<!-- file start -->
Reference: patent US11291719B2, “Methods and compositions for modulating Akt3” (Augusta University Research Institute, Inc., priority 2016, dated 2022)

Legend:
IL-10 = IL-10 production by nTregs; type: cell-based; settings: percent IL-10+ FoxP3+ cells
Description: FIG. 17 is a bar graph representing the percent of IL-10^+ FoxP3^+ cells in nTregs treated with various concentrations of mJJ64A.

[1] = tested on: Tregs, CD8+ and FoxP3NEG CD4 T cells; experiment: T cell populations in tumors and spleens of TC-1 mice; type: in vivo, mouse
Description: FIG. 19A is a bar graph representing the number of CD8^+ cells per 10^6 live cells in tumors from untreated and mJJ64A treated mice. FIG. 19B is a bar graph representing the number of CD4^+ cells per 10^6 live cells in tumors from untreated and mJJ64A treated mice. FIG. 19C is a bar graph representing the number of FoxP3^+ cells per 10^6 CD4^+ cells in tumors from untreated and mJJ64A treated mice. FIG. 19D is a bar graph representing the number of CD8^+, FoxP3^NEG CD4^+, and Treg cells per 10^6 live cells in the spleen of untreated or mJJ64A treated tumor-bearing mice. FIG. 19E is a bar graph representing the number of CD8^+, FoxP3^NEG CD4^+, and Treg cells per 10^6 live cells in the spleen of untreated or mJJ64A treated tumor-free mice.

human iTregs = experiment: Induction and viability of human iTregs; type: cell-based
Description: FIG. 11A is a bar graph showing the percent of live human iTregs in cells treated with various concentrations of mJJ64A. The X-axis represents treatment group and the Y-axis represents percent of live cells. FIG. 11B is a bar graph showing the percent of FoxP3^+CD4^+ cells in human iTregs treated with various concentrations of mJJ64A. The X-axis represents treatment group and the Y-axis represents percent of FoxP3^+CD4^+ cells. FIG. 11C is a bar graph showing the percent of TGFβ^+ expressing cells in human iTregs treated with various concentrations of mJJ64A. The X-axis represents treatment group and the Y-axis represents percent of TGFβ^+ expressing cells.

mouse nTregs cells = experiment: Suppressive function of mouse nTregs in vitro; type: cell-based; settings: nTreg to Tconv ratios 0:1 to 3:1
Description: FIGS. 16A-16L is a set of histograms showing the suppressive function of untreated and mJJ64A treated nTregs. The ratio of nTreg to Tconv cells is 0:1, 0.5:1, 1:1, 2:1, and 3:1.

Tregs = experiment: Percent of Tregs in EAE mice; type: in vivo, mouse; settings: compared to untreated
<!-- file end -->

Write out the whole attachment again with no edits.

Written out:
Reference: patent US11291719B2, “Methods and compositions for modulating Akt3” (Augusta University Research Institute, Inc., priority 2016, dated 2022)

Legend:
IL-10 = IL-10 production by nTregs; type: cell-based; settings: percent IL-10+ FoxP3+ cells
Description: FIG. 17 is a bar graph representing the percent of IL-10^+ FoxP3^+ cells in nTregs treated with various concentrations of mJJ64A.

[1] = tested on: Tregs, CD8+ and FoxP3NEG CD4 T cells; experiment: T cell populations in tumors and spleens of TC-1 mice; type: in vivo, mouse
Description: FIG. 19A is a bar graph representing the number of CD8^+ cells per 10^6 live cells in tumors from untreated and mJJ64A treated mice. FIG. 19B is a bar graph representing the number of CD4^+ cells per 10^6 live cells in tumors from untreated and mJJ64A treated mice. FIG. 19C is a bar graph representing the number of FoxP3^+ cells per 10^6 CD4^+ cells in tumors from untreated and mJJ64A treated mice. FIG. 19D is a bar graph representing the number of CD8^+, FoxP3^NEG CD4^+, and Treg cells per 10^6 live cells in the spleen of untreated or mJJ64A treated tumor-bearing mice. FIG. 19E is a bar graph representing the number of CD8^+, FoxP3^NEG CD4^+, and Treg cells per 10^6 live cells in the spleen of untreated or mJJ64A treated tumor-free mice.

human iTregs = experiment: Induction and viability of human iTregs; type: cell-based
Description: FIG. 11A is a bar graph showing the percent of live human iTregs in cells treated with various concentrations of mJJ64A. The X-axis represents treatment group and the Y-axis represents percent of live cells. FIG. 11B is a bar graph showing the percent of FoxP3^+CD4^+ cells in human iTregs treated with various concentrations of mJJ64A. The X-axis represents treatment group and the Y-axis represents percent of FoxP3^+CD4^+ cells. FIG. 11C is a bar graph showing the percent of TGFβ^+ expressing cells in human iTregs treated with various concentrations of mJJ64A. The X-axis represents treatment group and the Y-axis represents percent of TGFβ^+ expressing cells.

mouse nTregs cells = experiment: Suppressive function of mouse nTregs in vitro; type: cell-based; settings: nTreg to Tconv ratios 0:1 to 3:1
Description: FIGS. 16A-16L is a set of histograms showing the suppressive function of untreated and mJJ64A treated nTregs. The ratio of nTreg to Tconv cells is 0:1, 0.5:1, 1:1, 2:1, and 3:1.

Tregs = experiment: Percent of Tregs in EAE mice; type: in vivo, mouse; settings: compared to untreated